Ostara, Eástre seems therefore to have been the divinity of the radiant dawn, of upspringing light, a spectacle that brings joy and blessing, whose meaning could be easily adapted by the resurrection-day of the christian’s God. Bonfires were lighted at Easter and according to popular belief of long standing, the moment the sun rises on Easter Sunday morning, he gives three joyful leaps, he dances for joy […]. Water drawn on the Easter morning is, like that at Christmas, holy and healing […]; here also heathen notions seems to have grafted themselves on great christian festivals. Maidens clothed in white, who at Easter, at the season of returning spring, show themselves in clefts of the rock and on mountains, are suggestive of the ancient goddess […].[11]

Eástre

Citing folk Easter customs in Leicestershire, England where “the profits of the land called Harecrop Leys were applied to providing a meal which was thrown on the ground at the “Hare-pie Bank,” late 19th century scholar Charles Isaac Elton says that these customs were likely connected with the worship of Ēostre.[12] In his late 19th century study of the Hare in folk custom and mythology, Charles J. Billson cites numerous incidents of folk custom involving the hare around the period of Easter in Northern Europe. Billson says that “whether there was a goddess named Eostre, or not, and whatever connection the hare may have had with the ritual of Saxon or British worship, there are good grounds for believing that the sacredness of this animal reaches back into an age still more remote, where it is probably a very important part of the great Spring Festival of the prehistoric inhabitants of this island.”[7]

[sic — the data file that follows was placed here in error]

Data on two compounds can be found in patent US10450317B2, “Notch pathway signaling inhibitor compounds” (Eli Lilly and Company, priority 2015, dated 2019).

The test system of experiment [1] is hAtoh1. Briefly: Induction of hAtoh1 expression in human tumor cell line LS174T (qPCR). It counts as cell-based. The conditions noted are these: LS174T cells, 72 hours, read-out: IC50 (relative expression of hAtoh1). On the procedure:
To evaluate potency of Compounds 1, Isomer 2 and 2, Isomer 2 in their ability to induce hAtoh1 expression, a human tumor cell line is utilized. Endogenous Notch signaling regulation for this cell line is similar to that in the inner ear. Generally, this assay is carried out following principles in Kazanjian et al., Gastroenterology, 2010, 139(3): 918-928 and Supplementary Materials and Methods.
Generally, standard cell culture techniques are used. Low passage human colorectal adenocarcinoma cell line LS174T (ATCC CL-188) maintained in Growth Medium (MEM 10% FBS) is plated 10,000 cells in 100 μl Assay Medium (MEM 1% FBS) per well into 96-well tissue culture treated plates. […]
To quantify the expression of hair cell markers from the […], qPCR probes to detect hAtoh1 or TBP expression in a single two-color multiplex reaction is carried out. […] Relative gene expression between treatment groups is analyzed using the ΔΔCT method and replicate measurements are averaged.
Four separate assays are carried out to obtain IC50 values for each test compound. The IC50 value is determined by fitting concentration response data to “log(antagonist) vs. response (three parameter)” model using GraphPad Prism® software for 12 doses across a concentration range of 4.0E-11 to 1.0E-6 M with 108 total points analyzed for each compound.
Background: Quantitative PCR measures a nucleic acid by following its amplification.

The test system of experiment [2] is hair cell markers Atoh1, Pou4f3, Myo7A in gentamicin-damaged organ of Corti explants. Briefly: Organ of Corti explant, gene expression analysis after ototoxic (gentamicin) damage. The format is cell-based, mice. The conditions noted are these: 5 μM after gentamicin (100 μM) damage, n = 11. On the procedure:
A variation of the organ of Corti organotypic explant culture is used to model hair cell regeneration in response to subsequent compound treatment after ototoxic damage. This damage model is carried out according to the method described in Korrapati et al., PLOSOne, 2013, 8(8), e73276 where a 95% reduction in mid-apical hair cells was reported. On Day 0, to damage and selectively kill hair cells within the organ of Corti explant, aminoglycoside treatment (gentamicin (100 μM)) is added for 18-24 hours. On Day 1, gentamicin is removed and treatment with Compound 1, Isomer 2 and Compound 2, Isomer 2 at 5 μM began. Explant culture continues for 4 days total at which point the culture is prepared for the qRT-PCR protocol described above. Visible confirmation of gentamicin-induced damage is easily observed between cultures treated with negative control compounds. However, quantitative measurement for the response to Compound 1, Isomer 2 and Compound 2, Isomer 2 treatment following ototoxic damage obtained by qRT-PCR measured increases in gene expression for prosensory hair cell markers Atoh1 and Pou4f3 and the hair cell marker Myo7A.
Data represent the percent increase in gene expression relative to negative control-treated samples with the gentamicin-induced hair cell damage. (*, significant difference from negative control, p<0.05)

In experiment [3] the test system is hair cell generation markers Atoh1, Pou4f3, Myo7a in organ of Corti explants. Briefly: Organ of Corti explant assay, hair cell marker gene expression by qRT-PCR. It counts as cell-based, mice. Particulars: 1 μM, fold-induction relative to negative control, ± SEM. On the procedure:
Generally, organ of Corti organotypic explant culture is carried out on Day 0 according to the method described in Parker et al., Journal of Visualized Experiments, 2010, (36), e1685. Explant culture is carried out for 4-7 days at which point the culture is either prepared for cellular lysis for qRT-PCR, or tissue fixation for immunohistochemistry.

The Resurrection Day

So, when Christianity arrived on the scene, what could be more natural than associating the celebration of the Risen Son with the festivals of the Risen Sun? In past years, each Easter Sunday morning a church member has opened her home in the pre-dawn hours for a sunrise service. And we still incorporate bunnies and eggs into this holiday. Religions are organic in their own ways, growing and changing, absorbing elements from lands and peoples along the way.

I am left wondering what Easter will look like in one hundred (or one thousand) years.

At Home, Spiritually

This evening I attended an ecumenical Lenten service, as I did last week at this time. Area churches plan these services for each Wednesday evening of the Lenten season, with area ministers preaching on a given theme at one another’s churches. Soup and sandwiches are offered before each service, creating a time to connect with people from other religious communities.